At long last, California's promised high-speed train system is becoming more than just a pipe dream. The state will break ground on the first section of track in Fresno on January 6th, creating the foundation for a 220MPH rail network that will eventually extend as far as Sacramento and San Diego. It'll be a while before you can take the train to most major cities, so don't start scheduling that vacation just yet. The first leg will be limited to the Central Valley to help with both early deployment and testing, and the initial expansion will focus on connecting the two biggest travel hubs, San Francisco and Los Angeles.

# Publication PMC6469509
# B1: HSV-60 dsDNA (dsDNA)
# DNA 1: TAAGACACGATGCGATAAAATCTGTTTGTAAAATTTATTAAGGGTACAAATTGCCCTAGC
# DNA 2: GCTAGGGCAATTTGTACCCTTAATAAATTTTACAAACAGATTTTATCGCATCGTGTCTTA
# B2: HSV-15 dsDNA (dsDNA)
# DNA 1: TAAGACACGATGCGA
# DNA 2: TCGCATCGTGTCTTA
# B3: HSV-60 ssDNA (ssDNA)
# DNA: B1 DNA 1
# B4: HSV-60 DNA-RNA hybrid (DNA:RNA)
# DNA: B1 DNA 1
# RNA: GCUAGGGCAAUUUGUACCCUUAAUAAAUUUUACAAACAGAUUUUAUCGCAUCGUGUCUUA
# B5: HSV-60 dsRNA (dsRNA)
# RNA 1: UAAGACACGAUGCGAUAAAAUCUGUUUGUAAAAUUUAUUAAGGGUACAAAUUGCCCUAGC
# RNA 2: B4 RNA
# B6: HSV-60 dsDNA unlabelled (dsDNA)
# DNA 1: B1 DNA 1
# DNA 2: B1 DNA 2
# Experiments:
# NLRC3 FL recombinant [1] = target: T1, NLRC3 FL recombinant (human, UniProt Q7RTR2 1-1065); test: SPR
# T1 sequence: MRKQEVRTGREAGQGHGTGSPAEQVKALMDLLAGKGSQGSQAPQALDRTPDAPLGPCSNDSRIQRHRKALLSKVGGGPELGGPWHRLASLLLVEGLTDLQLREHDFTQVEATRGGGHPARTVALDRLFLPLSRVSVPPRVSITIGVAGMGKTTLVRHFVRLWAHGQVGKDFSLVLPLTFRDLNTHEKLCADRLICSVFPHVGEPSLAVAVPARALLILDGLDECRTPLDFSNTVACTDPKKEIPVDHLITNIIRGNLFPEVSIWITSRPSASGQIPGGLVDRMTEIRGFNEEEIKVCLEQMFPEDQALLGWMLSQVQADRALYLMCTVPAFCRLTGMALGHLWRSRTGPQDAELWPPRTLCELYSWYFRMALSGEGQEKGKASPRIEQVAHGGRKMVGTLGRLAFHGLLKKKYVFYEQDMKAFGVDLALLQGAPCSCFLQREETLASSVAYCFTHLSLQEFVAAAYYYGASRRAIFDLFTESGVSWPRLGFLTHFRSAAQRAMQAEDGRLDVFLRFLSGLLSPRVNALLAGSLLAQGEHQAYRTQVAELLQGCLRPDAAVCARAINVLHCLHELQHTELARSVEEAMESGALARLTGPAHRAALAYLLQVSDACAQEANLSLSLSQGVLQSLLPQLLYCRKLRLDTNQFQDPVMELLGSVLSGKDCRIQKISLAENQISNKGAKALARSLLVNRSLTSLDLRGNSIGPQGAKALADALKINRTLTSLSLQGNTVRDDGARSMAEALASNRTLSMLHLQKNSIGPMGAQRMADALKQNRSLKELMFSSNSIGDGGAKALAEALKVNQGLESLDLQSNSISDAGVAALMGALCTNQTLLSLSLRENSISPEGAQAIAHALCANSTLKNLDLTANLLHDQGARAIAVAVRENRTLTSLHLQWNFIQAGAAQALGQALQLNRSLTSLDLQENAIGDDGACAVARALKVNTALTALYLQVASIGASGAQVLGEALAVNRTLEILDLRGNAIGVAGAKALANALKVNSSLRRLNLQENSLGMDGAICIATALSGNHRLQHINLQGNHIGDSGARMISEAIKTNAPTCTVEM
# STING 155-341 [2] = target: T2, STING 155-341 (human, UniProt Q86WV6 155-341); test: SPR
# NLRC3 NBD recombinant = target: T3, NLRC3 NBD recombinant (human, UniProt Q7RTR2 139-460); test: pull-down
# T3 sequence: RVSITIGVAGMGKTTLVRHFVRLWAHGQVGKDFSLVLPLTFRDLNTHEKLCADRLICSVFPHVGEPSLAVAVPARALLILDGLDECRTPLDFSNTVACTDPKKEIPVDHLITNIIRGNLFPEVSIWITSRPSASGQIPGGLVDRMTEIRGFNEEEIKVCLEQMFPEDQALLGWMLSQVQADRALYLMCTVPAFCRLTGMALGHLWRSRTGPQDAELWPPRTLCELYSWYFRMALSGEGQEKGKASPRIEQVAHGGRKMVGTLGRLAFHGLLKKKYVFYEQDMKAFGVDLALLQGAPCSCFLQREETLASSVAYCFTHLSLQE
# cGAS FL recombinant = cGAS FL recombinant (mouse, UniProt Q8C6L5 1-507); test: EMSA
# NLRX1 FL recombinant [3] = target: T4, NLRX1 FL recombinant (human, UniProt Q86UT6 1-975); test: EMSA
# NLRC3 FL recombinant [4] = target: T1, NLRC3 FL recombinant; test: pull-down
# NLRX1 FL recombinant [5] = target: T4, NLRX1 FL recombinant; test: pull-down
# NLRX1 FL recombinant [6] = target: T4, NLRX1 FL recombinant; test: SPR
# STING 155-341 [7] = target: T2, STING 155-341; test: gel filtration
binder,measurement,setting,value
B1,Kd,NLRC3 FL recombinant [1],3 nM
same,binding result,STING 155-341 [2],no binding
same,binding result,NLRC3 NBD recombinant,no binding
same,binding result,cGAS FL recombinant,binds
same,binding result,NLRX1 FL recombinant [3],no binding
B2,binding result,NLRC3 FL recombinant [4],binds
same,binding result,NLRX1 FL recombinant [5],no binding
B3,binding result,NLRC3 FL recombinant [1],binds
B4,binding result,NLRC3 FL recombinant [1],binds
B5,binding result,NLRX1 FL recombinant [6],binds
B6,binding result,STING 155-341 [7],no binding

The rail system's construction is already problematic. Officials expect it to cost a staggering $68 billion when it's all done, and the need for convenient stations is poised to disrupt areas like San Francisco's Chinatown. However, the potential time and energy savings are huge. You'll ideally get from San Francisco to LA in three hours, or quickly enough that it would frequently make more sense to take the train instead of flying or driving. That, in turn, might clear up California's roads and skies, reducing both pollution and traffic congestion in one fell swoop.